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Inanna is an ancient Mesopotamian goddess associated with love, beauty, sex, war, justice and political power. She was originally worshiped in Sumer under the name "Inanna", and was later worshipped by the Akkadians, Babylonians, and Assyrians under the name Ishtar. She was known as the "Queen of Heaven" and was the patron goddess of the Eanna temple at the city of Uruk, which was her main cult center. She was associated with the planet Venus and her most prominent symbols included the lion and the eight-pointed star. Her husband was the god Dumuzid (later known as Tammuz) and her sukkal, or personal attendant, was the goddess Ninshubur (who later became conflated with the male deities Ilabrat and Papsukkal).

Inanna was worshiped in Sumer at least as early as the Uruk period (c. 4000 BCE – c. 3100 BCE), but she had little cult activity before the conquest of Sargon of Akkad. During the post-Sargonic era, she became one of the most widely venerated deities in the Sumerian pantheon, with temples across Mesopotamia. The cult of Inanna/Ishtar, which may have been associated with a variety of sexual rites, was continued by the East Semitic-speaking people (Akkadians, Assyrians and Babylonians) who succeeded and absorbed the Sumerians in the region. She was especially beloved by the Assyrians, who elevated her to become the highest deity in their pantheon, ranking above their own national god Ashur. Inanna/Ishtar is alluded to in the Hebrew Bible and she greatly influenced the Ugaritic Ashtart and later Phoenician Astarte, who in turn possibly influenced the development of the Greek goddess Aphrodite. Her cult continued to flourish until its gradual decline between the first and sixth centuries CE in the wake of Christianity....
 
 
Inanna is an ancient Mesopotamian goddess associated with love, beauty, sex, war, justice and political power. She was originally worshiped in Sumer under the name "Inanna", and was later worshipped by the Akkadians, Babylonians, and Assyrians under the name Ishtar. She was known as the "Queen of Heaven" and was the patron goddess of the Eanna temple at the city of Uruk, which was her main cult center. She was associated with the planet Venus and her most prominent symbols included the lion and the eight-pointed star. Her husband was the god Dumuzid (later known as Tammuz) and her sukkal, or personal attendant, was the goddess Ninshubur (who later became conflated with the male deities Ilabrat and Papsukkal).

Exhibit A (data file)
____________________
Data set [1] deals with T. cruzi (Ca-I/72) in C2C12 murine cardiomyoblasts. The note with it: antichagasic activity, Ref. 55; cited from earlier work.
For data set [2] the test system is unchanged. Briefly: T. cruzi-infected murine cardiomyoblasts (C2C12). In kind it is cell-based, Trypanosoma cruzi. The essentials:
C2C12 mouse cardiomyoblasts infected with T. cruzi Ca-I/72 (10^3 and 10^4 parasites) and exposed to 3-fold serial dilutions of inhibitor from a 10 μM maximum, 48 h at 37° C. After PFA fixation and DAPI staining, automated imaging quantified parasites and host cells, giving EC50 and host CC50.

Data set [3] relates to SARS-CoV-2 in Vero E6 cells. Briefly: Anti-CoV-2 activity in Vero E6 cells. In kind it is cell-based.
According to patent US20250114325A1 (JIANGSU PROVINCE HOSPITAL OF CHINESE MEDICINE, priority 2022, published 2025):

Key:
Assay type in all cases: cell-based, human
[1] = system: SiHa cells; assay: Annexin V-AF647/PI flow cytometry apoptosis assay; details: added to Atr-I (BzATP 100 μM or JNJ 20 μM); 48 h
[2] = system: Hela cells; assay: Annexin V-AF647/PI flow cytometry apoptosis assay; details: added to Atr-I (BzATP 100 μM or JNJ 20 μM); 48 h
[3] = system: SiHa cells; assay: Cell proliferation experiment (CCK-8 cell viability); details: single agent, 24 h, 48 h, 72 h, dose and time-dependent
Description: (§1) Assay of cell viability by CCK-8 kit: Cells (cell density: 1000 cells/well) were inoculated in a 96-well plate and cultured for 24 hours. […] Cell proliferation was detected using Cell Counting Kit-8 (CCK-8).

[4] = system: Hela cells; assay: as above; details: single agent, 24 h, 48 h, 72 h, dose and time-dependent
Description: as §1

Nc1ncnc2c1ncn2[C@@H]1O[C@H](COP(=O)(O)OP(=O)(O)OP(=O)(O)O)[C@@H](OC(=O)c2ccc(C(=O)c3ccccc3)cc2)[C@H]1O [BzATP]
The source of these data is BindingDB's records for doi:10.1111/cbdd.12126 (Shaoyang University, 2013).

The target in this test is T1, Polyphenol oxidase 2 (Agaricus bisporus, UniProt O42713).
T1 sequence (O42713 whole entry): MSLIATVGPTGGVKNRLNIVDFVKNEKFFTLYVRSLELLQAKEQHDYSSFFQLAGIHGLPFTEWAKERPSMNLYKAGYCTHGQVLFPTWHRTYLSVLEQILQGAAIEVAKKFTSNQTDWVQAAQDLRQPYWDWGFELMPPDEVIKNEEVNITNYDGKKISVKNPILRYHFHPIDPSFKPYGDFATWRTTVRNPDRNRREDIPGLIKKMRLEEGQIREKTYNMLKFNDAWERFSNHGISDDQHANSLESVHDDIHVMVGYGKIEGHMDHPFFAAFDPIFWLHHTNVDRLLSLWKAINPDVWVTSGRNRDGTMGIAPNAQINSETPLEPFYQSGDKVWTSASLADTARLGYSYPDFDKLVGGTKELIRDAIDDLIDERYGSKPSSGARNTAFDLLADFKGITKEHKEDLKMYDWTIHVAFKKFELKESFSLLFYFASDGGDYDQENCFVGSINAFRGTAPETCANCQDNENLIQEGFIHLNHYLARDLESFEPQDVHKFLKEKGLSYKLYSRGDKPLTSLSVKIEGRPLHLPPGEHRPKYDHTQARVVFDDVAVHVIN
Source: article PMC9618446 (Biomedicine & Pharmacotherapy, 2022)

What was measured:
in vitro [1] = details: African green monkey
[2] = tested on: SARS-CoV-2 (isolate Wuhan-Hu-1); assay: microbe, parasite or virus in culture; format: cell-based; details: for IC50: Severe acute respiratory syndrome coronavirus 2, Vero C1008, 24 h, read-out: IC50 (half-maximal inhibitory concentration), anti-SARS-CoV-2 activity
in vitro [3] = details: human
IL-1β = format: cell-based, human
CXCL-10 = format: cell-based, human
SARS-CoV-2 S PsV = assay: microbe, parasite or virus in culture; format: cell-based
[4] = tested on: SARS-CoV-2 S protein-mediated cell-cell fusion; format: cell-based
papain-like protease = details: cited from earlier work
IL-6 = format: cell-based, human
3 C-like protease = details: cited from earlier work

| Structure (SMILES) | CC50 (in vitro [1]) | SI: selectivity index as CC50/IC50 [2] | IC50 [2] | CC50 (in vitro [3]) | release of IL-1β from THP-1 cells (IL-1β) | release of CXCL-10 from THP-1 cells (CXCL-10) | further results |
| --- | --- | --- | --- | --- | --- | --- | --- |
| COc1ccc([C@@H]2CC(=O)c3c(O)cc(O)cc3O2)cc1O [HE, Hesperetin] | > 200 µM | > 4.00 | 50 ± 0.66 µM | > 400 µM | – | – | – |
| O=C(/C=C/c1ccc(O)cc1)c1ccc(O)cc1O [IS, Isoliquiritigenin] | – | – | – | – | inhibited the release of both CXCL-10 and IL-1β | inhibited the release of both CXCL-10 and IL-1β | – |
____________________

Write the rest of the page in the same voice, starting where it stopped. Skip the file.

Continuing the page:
Inanna was worshiped in Sumer at least as early as the Uruk period (c. 4000 BCE – c. 3100 BCE), but she had little cult activity before the conquest of Sargon of Akkad. During the post-Sargonic era, she became one of the most widely venerated deities in the Sumerian pantheon, with temples across Mesopotamia. The cult of Inanna/Ishtar, which may have been associated with a variety of sexual rites, was continued by the East Semitic-speaking people (Akkadians, Assyrians and Babylonians) who succeeded and absorbed the Sumerians in the region. She was especially beloved by the Assyrians, who elevated her to become the highest deity in their pantheon, ranking above their own national god Ashur. Inanna/Ishtar is alluded to in the Hebrew Bible and she greatly influenced the Ugaritic Ashtart and later Phoenician Astarte, who in turn possibly influenced the development of the Greek goddess Aphrodite. Her cult continued to flourish until its gradual decline between the first and sixth centuries CE in the wake of Christianity....

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